Battle to Save the Dugongs

By Borg, Victor Paul | The World and I, December 2007 | Go to article overview

Battle to Save the Dugongs


Borg, Victor Paul, The World and I


Dugongs mean everything to Dirk Fahrenbach. He makes a living from taking people to snorkel or dive among dugongs, he married the marine biologist he met during research on dugongs--and he thinks of these most gentle of sea-cows every time he calls his daughter, Serina, the scientific namesake of dugongs. "I hope that my daughter's children will still be able to see them, but sadly I think they will become extinct one day," Dirk says. "My only hope is that we can save them here and increase their numbers--there's always a chance."

Dirk, owner of the Dugong Dive Centre, is talking about a ten-year dugong protection program that he manages in partnership with Club Paradise, an upscale eco-resort where his dive center is based. Club Paradise is set in Dimakya Island, a private island in Maricaban Bay at the remote northwestern coast of Basuanga Island, one of the islands in Palawan province in the south of the Philippines. The bay is home to nineteen dugongs, believed to be the largest flock in the Philippines.

At the beginning of the program, in 1997, the research was financed by WWF, Toba Aquarium (Japan), and Club Paradise, and led by Janet Uri--now Dirk's wife. The spin-off to Club Paradise is obvious--dugong-watching tours are a key selling point--and the resort now enforces a fishing ban; two guards armed with M16 combat rifles keep watch round the clock, ready to apprehend or chase off any fishing boat that ventures into the bay. "The ban on fishing applies only for commercial boats," Dirk explains. "The local fishermen are allowed to fish using hooks and small nets."

It is relatively easy for Club Paradise to protect Maricaban Bay. It is remote and virtually unpopulated, ringed by a sweep of empty rotund hills on the landward side and defined by a scattering of tiny isles at the seaward perimeter of the bay, and inhabited only by a few dozen poor fishermen who live in bamboo huts in Maricaban village. "We only found one dead dugong in ten years; it was a juvenile and we couldn't figure out why it died despite a post-mortem examination," says Dirk. Yet the herd of dugongs at Maricaban Bay has remained constant, at 19, despite ten years of total protection. "This year we might be lucky," Dirk says, "as we have four new babies. In all previous years we just had two babies."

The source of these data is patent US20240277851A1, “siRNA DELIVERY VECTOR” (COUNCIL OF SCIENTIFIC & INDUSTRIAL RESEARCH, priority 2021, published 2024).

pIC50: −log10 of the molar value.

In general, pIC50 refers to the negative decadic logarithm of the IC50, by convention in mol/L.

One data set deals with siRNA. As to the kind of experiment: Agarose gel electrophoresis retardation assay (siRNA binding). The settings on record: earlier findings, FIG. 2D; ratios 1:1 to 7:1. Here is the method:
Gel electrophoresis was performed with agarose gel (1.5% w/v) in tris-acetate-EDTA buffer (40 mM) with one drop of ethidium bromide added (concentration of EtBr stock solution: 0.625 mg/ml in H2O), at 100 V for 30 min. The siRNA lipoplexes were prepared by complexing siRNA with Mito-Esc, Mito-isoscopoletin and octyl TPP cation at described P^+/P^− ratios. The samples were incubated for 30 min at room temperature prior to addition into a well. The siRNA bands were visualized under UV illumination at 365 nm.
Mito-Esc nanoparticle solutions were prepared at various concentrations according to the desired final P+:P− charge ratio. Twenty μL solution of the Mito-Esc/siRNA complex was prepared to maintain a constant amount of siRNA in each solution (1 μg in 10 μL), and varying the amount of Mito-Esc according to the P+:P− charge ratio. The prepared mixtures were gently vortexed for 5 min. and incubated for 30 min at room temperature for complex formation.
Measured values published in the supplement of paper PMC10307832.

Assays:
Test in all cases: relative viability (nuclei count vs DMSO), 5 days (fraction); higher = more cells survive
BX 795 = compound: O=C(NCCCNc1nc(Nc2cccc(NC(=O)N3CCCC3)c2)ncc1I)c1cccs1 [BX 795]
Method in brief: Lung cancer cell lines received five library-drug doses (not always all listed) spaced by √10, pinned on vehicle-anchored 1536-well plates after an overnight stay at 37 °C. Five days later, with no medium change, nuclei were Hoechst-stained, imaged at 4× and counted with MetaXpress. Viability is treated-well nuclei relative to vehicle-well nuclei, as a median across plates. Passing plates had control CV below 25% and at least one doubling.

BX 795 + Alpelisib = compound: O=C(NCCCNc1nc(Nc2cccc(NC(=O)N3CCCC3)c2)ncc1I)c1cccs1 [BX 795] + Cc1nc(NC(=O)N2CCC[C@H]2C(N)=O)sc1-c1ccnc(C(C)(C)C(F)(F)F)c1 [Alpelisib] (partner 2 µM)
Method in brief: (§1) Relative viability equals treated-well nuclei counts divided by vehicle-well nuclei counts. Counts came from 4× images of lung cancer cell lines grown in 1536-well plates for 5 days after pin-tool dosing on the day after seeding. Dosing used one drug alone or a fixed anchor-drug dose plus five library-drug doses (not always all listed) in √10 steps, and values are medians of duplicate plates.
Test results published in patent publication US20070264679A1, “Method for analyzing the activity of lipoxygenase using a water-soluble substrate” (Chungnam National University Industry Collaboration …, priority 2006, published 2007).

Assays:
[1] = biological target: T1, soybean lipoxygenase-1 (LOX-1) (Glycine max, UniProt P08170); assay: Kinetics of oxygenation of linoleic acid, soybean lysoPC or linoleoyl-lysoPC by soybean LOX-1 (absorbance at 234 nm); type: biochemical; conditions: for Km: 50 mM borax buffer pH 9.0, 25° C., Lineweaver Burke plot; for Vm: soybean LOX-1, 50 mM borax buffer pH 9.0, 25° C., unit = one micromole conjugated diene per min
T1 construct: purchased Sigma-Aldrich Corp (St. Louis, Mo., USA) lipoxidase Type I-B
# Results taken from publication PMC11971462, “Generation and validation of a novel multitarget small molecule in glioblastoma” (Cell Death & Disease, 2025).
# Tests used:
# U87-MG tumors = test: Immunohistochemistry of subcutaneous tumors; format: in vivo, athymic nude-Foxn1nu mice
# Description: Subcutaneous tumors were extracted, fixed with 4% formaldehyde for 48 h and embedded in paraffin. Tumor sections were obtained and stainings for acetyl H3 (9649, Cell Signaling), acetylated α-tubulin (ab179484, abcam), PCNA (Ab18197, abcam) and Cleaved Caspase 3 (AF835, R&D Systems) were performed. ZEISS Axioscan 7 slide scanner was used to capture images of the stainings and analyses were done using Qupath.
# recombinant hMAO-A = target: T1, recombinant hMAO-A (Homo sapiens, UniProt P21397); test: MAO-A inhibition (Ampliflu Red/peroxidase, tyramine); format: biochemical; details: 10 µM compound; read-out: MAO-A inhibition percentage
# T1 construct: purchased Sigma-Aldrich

The recovery of dugongs, even in pristine and protected places like Maricaban Bay, is frustratingly slow given the low reproduction rate--females bear their first young at around the age of eight years, and then they have about one sibling every decade, a maximum of six offspring in a lifetime. The animals' life cycle itself is in slow mode. Herbivorous sea mammals, dugongs consume 25-30kg of sea-grass daily, tearing out the grass in long swoops from sandy sea-beds at a depth of 3'9 meters. They grow slowly to a massive 400-500kg, larger than cows. These docile giants spend much of their day eating, their voracious feeding interrupted only by their need for air. They must surface every four or five minutes for gulps of air.

All of this--a large conspicuous animal, the need to surface frequently, and a docile demeanor--makes them easy prey for fishermen, who spear them as they surface, selling their much-sought pork-like meat for 90P per kilo (US$1.70). Another risk for dugongs is entanglement in fishermen's nets, where they suffocate. Yet the largest long-term threat to their survival is habitat destruction: the pollution and sedimentation that denudes the beds of sea-grass.

The decline of dugongs has been rapid. They were common all over the Philippines until a generation or two ago; now they are present in less than a half-dozen localities, with the largest concentration in Palawan. There the population is estimated at around 250. The story in other parts of Asia, and beyond, largely follows the same pattern of decline. The only stable populations are in the Red Sea and Arabian Gulf, as well as in Australia, which is now their last worldwide stronghold.

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